A plaque remaining from the Big Apple Night Club at West 135th Street and Seventh Avenue in Harlem.

Above, a 1934 plaque from the Big Apple Night Club at West 135th Street and Seventh Avenue in Harlem. Discarded as trash in 2006.

Recent entries:
“Rule #1 to working out: Never skip Monday” (5/26)
“Music picks you up from where people leave you” (5/26)
“My college graduation was in an arena, and it was hot in there, like 5,000 degrees” (5/26)
“In America, you can always find a party. In Russia, the party always finds you” (5/26)
Entry forthcoming—B.P. (5/26)
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Entry from July 20, 2010
Sun Slope (Sunset Park + South Park Slope)

Greenwood Heights, Brooklyn is located near the communities of Sunset Park and South Park Slope (or South Slope). The neighborhood nickname “Sun Slope” (Sunset Park + South Park Slope) appeared in 2007 and horrified the Brooklyn real estate blog, Brownstoner. The “Sun Slope” nickname has been seldom used.


Wikipedia: Greenwood Heights, Brooklyn
Greenwood Heights is a neighborhood in the New York City borough of Brooklyn that takes part of its name from the neighborhood proximity to the Green-Wood Cemetery. The much-debated borders are, roughly, the Prospect Expressway to the north, Third Avenue to the west, Eighth Avenue to the east and 36th Street to the south (southern boundary of The Green-Wood Cemetery).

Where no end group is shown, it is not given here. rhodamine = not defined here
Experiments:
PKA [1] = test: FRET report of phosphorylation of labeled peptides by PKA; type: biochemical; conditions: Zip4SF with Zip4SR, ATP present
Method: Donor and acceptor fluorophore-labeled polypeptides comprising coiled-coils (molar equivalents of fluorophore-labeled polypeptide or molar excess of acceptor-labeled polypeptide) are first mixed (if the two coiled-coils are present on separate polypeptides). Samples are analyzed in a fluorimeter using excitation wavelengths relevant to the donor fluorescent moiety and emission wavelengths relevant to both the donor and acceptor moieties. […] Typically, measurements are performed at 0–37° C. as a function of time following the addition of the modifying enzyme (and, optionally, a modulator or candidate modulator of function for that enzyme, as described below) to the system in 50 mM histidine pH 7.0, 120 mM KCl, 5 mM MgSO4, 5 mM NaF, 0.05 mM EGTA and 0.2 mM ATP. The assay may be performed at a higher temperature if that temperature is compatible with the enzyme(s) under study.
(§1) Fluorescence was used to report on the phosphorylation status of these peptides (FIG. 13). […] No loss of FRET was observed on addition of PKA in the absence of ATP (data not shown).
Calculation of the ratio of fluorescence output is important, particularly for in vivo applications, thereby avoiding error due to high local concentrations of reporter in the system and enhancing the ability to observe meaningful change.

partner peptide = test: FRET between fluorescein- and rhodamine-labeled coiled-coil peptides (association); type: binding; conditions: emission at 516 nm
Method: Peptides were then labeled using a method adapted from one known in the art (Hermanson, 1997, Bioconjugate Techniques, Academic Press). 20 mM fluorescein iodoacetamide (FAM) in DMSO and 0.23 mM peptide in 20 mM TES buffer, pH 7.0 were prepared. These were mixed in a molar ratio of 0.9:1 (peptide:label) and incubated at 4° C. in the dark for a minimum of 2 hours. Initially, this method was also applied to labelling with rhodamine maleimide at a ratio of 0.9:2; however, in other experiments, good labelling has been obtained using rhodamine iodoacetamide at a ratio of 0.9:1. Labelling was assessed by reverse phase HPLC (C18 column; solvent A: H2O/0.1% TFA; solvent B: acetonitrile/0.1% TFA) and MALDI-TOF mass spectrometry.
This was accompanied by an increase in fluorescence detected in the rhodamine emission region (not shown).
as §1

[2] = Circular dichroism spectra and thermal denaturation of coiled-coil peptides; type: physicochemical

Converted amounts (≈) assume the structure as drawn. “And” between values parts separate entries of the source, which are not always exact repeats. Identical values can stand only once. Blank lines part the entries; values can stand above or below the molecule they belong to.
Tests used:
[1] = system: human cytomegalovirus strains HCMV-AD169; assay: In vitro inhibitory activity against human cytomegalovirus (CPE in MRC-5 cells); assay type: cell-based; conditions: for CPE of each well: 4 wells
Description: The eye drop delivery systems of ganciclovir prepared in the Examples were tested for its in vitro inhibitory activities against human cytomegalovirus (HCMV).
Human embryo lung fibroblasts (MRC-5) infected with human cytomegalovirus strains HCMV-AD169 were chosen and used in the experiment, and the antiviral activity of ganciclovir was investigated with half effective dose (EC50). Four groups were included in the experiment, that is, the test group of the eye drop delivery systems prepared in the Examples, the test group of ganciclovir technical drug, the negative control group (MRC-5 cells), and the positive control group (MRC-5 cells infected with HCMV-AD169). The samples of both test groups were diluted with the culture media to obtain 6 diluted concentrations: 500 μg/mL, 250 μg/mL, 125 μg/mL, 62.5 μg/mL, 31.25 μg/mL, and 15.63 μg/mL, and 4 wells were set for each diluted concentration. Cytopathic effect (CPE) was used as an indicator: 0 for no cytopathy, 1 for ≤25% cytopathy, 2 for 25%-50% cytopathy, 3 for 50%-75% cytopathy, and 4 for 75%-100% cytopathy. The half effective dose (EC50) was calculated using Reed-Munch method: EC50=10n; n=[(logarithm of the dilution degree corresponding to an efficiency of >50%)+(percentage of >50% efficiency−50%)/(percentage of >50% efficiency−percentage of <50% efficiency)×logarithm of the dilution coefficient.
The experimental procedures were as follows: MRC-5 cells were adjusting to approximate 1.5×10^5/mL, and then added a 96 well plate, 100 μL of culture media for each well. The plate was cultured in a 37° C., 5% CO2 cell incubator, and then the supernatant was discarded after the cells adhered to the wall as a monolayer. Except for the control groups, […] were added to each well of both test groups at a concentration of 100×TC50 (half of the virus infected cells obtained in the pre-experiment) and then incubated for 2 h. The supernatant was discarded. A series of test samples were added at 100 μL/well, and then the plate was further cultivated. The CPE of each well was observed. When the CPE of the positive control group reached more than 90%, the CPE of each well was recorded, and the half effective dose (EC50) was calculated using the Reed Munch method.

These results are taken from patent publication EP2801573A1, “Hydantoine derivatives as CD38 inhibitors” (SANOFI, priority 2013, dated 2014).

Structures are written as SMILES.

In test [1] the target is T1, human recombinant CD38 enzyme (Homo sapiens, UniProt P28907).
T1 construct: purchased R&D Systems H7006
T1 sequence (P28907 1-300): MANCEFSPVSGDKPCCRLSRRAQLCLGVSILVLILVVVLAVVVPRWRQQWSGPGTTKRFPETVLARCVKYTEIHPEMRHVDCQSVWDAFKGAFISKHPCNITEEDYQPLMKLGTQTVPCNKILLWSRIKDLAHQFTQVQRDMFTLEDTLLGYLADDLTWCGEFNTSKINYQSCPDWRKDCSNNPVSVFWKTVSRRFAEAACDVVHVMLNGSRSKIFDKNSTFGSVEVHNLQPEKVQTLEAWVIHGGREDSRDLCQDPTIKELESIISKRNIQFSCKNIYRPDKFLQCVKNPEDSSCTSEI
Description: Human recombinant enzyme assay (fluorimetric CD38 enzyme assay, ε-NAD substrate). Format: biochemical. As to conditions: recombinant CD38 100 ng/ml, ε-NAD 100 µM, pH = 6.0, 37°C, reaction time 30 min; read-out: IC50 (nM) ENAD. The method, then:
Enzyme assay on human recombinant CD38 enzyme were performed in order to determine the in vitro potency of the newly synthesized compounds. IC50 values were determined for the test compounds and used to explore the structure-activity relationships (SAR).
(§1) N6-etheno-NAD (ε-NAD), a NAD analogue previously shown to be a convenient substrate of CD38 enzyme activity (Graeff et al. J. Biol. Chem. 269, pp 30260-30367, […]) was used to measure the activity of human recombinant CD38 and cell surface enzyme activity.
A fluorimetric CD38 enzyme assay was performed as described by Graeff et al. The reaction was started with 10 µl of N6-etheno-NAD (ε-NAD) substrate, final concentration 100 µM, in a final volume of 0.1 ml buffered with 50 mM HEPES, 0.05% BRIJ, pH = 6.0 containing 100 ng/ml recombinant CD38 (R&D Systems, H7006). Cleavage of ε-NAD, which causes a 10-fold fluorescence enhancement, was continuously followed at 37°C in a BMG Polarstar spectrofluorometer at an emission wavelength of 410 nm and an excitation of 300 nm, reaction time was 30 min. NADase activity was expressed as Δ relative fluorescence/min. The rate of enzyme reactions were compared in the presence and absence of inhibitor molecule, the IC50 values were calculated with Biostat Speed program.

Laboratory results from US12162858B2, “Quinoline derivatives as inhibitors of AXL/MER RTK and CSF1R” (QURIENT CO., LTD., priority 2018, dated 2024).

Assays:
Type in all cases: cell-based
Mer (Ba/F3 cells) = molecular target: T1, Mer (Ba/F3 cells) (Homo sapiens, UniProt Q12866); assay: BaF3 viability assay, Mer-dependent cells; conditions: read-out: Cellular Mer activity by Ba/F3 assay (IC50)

A mixed neighborhood of working class Polish American and Italian American families, South American and Mexican immigrants, and middle class Brooklynites who have relocated from other higher-priced neighborhoods, Greenwood Heights’ architectural mix of wood frame and brick homes gives the area an eclectic look and feel, different from its neighbors Park Slope to the north and Sunset Park to the south.

Recent new real estate development, curbed with the rezoning of the area in November 2005, has brought an influx of luxury condominium apartments into a residential area that was mainly made up of 1- and 2-family homes. Post-rezoning, while new development sites have occurred, there has been a new trend of home renovations (many of them “gut renovations"), taking many of the neglected circa 1900 wood frame homes and restoring them to their turn of the century historical look.

One of the sites of the sprawling Battle of Brooklyn (Battle of Long Island) in August of 1776, the area is steeped in a rich history from its identity as a pivotal battle site in the American Revolutionary War to famous residents of Green-Wood Cemetery and its history of families working the once vibrant Brooklyn waterfront.

Greenwood Heights is a part of Brooklyn Community Board 7 along with Windsor Terrace, Sunset Park and South Park Slope.

Wikipedia: Sunset Park, Brooklyn
Sunset Park is a neighborhood in the western section of the New York City borough of Brooklyn, USA. It bounded by 36th Street (along the southern end of the Green-Wood Cemetery) and Greenwood Heights (referred to as “Greenwood” by Brooklyn Community Board 7) on the north, 9th Avenue, and Borough Park on the east, 65th Street and Bay Ridge on the south and Upper New York Bay on the west. Sunset Park is patrolled by the NYPD’s 72nd Precinct.